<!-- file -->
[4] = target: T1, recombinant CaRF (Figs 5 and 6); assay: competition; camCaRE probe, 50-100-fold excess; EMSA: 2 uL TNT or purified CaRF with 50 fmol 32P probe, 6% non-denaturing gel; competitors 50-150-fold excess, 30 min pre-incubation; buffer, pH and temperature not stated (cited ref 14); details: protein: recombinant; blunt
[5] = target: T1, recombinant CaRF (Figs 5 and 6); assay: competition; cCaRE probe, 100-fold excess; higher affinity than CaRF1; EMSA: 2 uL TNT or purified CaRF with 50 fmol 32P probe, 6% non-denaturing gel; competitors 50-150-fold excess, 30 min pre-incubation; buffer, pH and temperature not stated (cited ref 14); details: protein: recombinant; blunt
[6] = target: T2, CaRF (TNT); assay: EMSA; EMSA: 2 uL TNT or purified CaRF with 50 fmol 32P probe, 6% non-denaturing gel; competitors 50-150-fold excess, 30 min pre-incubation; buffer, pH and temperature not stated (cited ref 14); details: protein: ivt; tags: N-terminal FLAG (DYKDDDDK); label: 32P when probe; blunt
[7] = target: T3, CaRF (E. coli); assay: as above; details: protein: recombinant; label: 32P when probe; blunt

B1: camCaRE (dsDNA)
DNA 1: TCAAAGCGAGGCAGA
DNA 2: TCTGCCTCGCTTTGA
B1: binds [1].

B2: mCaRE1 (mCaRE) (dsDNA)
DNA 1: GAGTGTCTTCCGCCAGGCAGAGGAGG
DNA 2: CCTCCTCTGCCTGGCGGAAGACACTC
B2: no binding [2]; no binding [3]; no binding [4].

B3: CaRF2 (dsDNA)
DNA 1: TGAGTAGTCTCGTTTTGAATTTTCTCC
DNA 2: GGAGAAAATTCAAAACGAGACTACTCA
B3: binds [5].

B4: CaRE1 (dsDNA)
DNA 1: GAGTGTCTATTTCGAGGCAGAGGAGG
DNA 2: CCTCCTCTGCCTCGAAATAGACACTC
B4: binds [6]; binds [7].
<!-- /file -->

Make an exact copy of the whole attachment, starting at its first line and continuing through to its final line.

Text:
[4] = target: T1, recombinant CaRF (Figs 5 and 6); assay: competition; camCaRE probe, 50-100-fold excess; EMSA: 2 uL TNT or purified CaRF with 50 fmol 32P probe, 6% non-denaturing gel; competitors 50-150-fold excess, 30 min pre-incubation; buffer, pH and temperature not stated (cited ref 14); details: protein: recombinant; blunt
[5] = target: T1, recombinant CaRF (Figs 5 and 6); assay: competition; cCaRE probe, 100-fold excess; higher affinity than CaRF1; EMSA: 2 uL TNT or purified CaRF with 50 fmol 32P probe, 6% non-denaturing gel; competitors 50-150-fold excess, 30 min pre-incubation; buffer, pH and temperature not stated (cited ref 14); details: protein: recombinant; blunt
[6] = target: T2, CaRF (TNT); assay: EMSA; EMSA: 2 uL TNT or purified CaRF with 50 fmol 32P probe, 6% non-denaturing gel; competitors 50-150-fold excess, 30 min pre-incubation; buffer, pH and temperature not stated (cited ref 14); details: protein: ivt; tags: N-terminal FLAG (DYKDDDDK); label: 32P when probe; blunt
[7] = target: T3, CaRF (E. coli); assay: as above; details: protein: recombinant; label: 32P when probe; blunt

B1: camCaRE (dsDNA)
DNA 1: TCAAAGCGAGGCAGA
DNA 2: TCTGCCTCGCTTTGA
B1: binds [1].

B2: mCaRE1 (mCaRE) (dsDNA)
DNA 1: GAGTGTCTTCCGCCAGGCAGAGGAGG
DNA 2: CCTCCTCTGCCTGGCGGAAGACACTC
B2: no binding [2]; no binding [3]; no binding [4].

B3: CaRF2 (dsDNA)
DNA 1: TGAGTAGTCTCGTTTTGAATTTTCTCC
DNA 2: GGAGAAAATTCAAAACGAGACTACTCA
B3: binds [5].

B4: CaRE1 (dsDNA)
DNA 1: GAGTGTCTATTTCGAGGCAGAGGAGG
DNA 2: CCTCCTCTGCCTCGAAATAGACACTC
B4: binds [6]; binds [7].